4 Common RV Repairs You Can Do Yourself

Rv Repair
Image via Flickr by DVS1mn

Owning an RV is like owning a home – basic maintenance and repairs come with the territory. You never know when you’ll be faced with repairs on the road, hours away from the closest RV shop, so it’s always good to be prepared.

Dead Battery

No question about it, a dead battery is a frustrating experience. Fortunately, it’s not difficult to solve.

Prevention: Check your battery fluid regularly and fill it with distilled water to the recommended level as needed. Keep the terminals clean of debris and corrosion. Check the charge with a voltmeter on a regular schedule to monitor its health.

Repair: First check the dead battery’s fluid levels and refill as needed. Next, plug in your RV to an AC outlet to charge overnight. It’s worth noting, batteries recharge while the vehicle is in motion. If you encounter frequent battery failure, it’s time to replace it.

Roof Leaks

Don’t hesitate to repair any leaks. Water seepage can lead to serious structural damage and mold infestation.

Prevention: Your RV’s roof endures abuse from bad weather and UV rays. You can help protect it with a roof coating kit available at any RV shop. Inspect the roof regularly to clear it of wet leaves and other debris. While driving, remain vigilant of tree branches, signage, and other obstructions that risk damaging your roof.

Repair: Stow a hole patching kit of duct tape and plastic sheeting in your RV for emergency repair, but head to the closest repair shop right away. Keep caulk in your tool kit to seal any leaks that might form along a roof vent, windows, or other adjoining seams.

Wastewater Valve Leakage

When you remove the valve connection cap to empty the gray or black wastewater tank and water leaks out, it means the slide valve is no longer forming a tight seal.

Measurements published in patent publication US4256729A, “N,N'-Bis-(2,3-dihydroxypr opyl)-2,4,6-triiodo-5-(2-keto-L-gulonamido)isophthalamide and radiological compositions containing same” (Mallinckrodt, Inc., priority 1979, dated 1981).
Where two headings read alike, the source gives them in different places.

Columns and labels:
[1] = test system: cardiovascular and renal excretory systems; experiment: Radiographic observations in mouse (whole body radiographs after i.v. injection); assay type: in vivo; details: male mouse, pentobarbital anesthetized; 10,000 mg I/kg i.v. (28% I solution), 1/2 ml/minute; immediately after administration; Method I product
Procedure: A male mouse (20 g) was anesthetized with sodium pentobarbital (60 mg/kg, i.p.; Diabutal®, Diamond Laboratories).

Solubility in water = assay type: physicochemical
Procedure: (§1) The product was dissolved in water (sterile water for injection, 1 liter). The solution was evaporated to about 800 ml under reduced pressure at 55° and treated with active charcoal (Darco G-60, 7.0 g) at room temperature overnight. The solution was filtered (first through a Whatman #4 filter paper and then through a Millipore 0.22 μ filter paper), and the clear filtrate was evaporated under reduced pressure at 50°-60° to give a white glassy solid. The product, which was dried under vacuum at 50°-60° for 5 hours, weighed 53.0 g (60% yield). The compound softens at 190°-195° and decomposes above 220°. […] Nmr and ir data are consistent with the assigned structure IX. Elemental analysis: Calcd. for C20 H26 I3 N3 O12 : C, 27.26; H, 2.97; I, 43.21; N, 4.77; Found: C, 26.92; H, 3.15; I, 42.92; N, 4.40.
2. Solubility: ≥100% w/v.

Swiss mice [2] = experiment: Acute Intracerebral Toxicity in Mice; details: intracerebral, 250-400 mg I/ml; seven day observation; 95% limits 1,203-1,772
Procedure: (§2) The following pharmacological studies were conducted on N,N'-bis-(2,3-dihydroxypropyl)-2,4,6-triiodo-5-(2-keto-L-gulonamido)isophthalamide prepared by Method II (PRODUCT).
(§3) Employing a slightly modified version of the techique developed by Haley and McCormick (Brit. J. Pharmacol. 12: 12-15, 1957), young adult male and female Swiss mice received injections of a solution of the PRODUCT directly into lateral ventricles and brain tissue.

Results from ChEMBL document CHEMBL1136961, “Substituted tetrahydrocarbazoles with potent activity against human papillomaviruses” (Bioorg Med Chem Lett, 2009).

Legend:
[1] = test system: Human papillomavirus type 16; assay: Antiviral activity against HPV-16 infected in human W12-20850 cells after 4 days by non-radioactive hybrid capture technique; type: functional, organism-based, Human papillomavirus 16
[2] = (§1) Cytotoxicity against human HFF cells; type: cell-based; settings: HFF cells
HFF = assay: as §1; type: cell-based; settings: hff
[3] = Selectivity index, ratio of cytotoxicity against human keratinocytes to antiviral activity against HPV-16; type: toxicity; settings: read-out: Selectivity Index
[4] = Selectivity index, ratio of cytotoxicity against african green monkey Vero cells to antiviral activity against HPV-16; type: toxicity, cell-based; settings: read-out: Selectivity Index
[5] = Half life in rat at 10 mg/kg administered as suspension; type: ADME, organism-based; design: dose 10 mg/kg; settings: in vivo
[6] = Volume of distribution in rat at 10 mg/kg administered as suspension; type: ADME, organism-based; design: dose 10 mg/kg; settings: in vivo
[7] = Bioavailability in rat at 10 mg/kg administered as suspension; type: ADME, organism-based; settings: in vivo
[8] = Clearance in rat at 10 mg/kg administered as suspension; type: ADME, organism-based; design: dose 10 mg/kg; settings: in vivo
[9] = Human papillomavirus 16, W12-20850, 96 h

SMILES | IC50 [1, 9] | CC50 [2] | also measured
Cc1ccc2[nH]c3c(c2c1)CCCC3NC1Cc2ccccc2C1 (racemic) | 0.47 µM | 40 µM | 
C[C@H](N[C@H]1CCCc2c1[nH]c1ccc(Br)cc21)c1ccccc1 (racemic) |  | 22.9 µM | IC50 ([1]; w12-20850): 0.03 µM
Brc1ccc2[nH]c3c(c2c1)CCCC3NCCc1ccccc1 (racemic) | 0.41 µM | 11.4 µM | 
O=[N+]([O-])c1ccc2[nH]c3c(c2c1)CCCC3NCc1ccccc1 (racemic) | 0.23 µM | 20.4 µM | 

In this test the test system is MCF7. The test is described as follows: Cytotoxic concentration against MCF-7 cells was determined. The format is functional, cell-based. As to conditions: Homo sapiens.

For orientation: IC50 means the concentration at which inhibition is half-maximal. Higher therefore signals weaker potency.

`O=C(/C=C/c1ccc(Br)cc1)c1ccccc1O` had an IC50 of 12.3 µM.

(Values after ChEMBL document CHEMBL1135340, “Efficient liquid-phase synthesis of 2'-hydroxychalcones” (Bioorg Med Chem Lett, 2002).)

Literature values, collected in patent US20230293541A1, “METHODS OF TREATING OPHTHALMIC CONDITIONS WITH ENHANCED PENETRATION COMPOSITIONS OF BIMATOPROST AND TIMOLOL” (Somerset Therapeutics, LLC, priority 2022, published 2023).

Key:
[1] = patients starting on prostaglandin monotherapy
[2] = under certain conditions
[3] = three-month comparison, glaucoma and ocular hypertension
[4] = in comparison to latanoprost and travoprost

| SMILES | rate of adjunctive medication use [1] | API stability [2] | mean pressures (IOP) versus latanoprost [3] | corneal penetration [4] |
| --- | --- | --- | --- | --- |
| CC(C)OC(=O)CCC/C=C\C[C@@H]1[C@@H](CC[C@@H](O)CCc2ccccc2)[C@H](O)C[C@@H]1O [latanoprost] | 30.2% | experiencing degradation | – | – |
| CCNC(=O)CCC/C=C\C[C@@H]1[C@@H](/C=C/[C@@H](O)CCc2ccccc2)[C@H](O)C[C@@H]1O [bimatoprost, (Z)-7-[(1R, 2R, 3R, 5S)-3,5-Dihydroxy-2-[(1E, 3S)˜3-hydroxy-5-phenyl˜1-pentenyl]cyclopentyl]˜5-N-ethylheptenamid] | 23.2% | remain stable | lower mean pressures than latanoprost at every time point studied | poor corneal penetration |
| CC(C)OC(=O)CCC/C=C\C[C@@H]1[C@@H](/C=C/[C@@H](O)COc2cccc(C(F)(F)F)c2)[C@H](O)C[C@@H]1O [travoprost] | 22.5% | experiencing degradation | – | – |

Prevention: Keep the channel around the inside edge under the cap clean of dirt and debris. Apply seal lubricant to keep the slide valve working well.

Repair: The wastewater valve assembly is accessible from outside your RV where it’s held in place with four bolts. Simply unbolt and slide out the old valve. Insert the new assembly, reconnect the bolts, and you’re done.

Appliances Aren’t Working

Some appliances rely on propane when electricity is not available, including your refrigerator.

Prevention: Keep an eye on your propane tank fill level. Don’t let it run empty. Keep hose and fitting connections tight and all associated areas clean.

Repair: Assuming your tank is not empty, confirm the hose’s connections are not loose. Use a soap solution to check the hose and fittings for leaks; bubbles will form where propane is escaping. Next, inspect all ducts, vents, air inlets, and the water heater for webs, nests, rust, and debris, and clean out anything you find. If your appliances still don’t work, you will need professional service.

Whether you live in your RV year-round or use it just for summer vacations, you need to care for it like your home. Get to know how everything works and be well prepared for any problems that might arise.

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